2011-10-19 / Features

Maloney Presses For Roosevelt Island Science Campus

BY THOMAS COGAN


L. to right: David Brause, chairman of the Long Island City Business Improvement District; Gayle Baron, president of the Long Island City Partnership; Congressmember Carolyn Maloney and state Senator Michael Gianaris. L. to right: David Brause, chairman of the Long Island City Business Improvement District; Gayle Baron, president of the Long Island City Partnership; Congressmember Carolyn Maloney and state Senator Michael Gianaris. To promote Roosevelt Island as an ideal site for a proposed applied sciences campus, Congressmember Carolyn Maloney held a 10 a.m. press conference October 17 in a board room of the MetLife Building on Queens Plaza North in Long Island City. Maloney was joined by state Senator Michael Gianaris; David Brause, president of the Long Island City Business Improvement District, and Gayle Baron, president of the Long Island City Partnership.

The idea of an applied sciences campus grows out of Applied Sciences NYC, an initiative announced during the summer by Mayor Michael R. Bloomberg. Applied Sciences NYC includes an offer of cityowned land and infrastructure investments of perhaps $100 million to a university or institution with the right proposal for such a campus. Schools in New York and other parts of the country have responded with their proposals, and the city has said it will make a decision on one of them by the end of this year. Among the other places suggested as sites for the applied sciences campus are Governors Island and the Brooklyn Navy Yard.

Maloney, whose 14th District covers parts of Manhattan and Western Queens, made her case for Roosevelt Island with a pronounced inclination toward Queens. She said that an applied sciences and engineering campus on Roosevelt Island could transform Long Island City and the rest of Western Queens into a hub of technology and a hive of entrepreneurship. She also said that the city is a leader in such areas as finance, fashion and the arts, to which high technology and engineering should be added. She envisioned some 400 new businesses opening across the city, generated by Roosevelt Island’s high-tech facility.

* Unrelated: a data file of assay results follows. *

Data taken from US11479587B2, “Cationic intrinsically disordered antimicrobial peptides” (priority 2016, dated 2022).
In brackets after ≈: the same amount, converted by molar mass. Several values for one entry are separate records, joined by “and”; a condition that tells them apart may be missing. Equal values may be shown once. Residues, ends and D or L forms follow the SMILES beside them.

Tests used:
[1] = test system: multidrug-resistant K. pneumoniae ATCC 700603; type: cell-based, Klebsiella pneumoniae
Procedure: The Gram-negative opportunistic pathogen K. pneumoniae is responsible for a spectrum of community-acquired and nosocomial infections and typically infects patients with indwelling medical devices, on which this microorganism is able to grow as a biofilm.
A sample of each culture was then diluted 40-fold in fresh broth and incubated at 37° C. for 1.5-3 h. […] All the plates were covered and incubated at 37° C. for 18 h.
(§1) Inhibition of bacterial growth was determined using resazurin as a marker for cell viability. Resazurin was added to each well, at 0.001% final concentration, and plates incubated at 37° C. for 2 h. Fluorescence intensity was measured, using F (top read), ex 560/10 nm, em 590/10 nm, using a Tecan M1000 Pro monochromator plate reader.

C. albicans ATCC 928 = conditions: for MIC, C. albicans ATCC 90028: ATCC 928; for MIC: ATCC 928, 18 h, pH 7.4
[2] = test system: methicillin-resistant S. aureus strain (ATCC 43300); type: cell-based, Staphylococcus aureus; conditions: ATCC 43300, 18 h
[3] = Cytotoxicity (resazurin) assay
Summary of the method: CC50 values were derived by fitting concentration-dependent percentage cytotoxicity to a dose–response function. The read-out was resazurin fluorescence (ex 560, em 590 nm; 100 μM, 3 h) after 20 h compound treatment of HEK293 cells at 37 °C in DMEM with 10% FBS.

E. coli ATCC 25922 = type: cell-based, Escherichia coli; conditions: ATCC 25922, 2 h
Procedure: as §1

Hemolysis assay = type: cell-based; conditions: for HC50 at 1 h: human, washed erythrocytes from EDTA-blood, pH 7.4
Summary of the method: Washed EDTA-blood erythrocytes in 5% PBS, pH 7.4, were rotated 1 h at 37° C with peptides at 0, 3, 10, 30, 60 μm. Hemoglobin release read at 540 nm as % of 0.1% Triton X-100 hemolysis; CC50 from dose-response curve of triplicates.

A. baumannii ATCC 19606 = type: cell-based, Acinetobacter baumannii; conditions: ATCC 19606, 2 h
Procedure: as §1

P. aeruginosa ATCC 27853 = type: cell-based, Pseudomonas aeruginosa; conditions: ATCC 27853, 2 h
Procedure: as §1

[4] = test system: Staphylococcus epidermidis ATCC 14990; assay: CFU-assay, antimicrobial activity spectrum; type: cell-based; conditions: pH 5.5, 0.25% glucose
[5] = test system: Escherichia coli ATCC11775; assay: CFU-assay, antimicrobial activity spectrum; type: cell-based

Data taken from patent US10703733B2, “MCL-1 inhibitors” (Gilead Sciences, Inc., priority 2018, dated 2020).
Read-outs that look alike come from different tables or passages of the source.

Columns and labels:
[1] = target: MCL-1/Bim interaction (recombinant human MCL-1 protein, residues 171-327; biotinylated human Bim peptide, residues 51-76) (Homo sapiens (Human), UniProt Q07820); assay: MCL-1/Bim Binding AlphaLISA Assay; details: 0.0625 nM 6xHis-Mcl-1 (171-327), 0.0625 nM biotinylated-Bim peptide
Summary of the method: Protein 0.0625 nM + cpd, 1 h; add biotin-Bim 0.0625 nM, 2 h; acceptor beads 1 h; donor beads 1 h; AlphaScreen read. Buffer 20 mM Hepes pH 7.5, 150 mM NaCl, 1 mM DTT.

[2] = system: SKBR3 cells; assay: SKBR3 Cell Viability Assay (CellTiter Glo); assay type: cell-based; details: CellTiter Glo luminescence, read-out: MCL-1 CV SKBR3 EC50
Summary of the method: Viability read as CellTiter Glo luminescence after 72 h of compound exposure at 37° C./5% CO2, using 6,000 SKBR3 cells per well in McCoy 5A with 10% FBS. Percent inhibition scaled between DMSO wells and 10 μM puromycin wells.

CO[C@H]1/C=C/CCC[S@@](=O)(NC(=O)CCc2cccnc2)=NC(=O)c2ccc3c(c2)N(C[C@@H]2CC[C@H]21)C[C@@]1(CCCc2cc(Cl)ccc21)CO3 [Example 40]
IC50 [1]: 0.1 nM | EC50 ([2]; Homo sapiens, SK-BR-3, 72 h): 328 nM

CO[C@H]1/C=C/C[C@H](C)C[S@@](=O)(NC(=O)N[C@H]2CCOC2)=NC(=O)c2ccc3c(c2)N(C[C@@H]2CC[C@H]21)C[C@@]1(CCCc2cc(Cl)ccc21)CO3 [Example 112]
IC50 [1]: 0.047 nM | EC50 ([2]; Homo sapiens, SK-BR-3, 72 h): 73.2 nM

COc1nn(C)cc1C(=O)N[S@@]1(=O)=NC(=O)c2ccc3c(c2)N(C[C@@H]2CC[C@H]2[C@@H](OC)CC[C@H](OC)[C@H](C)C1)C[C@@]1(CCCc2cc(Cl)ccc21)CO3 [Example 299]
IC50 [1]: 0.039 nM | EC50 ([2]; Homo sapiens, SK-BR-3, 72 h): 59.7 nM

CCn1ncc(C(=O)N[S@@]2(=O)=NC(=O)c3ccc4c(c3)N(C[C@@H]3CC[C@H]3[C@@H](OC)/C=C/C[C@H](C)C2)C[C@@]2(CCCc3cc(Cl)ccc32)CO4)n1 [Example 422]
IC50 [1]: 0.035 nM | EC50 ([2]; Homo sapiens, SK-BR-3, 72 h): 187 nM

Gianaris said that Applied Sciences NYC and the likelihood of a campus selection by the end of the year make this “a very exciting time”. He based his own case for Roosevelt Island as the home of the campus on such matters as easy transportation access, provided by the island’s subway stop on the F line and the 36th Street Bridge for bus and automobile traffic. He too said that the city should become more committed to high-tech industries and added that a campus on Roosevelt Island could provide an opportunity for the development in Western Queens of affordable student and faculty housing. Brause referred to Long Island City as New York’s fourth-largest business district, a place just waiting to connect to a new generator of scientific and technological learning and development. He said the city could diversify from finance and show a growing technological presence to the established high-tech areas of California and Massachusetts. He said he hoped the city would make the “smart and right course” in its selection, obviously believing it to be Roosevelt Island. Baron, saying that no place would be a more “ideal” site for the applied sciences campus than Roosevelt Island, pointed out that nearby Western Queens already provides excellent building stock and business and arts communities that would grow with its installation.

Maloney was asked at the press conference what would happen to the Roosevelt Island plan for the applied sciences campus, should another site be chosen at the end of the year. She said she simply didn’t know, being thoroughly dedicated to the success of Roosevelt Island.

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